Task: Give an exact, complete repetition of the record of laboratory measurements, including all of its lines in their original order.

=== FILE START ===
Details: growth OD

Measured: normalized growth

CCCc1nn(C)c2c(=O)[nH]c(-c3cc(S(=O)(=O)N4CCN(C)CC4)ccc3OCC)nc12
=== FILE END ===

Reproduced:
Details: growth OD

Measured: normalized growth

CCCc1nn(C)c2c(=O)[nH]c(-c3cc(S(=O)(=O)N4CCN(C)CC4)ccc3OCC)nc12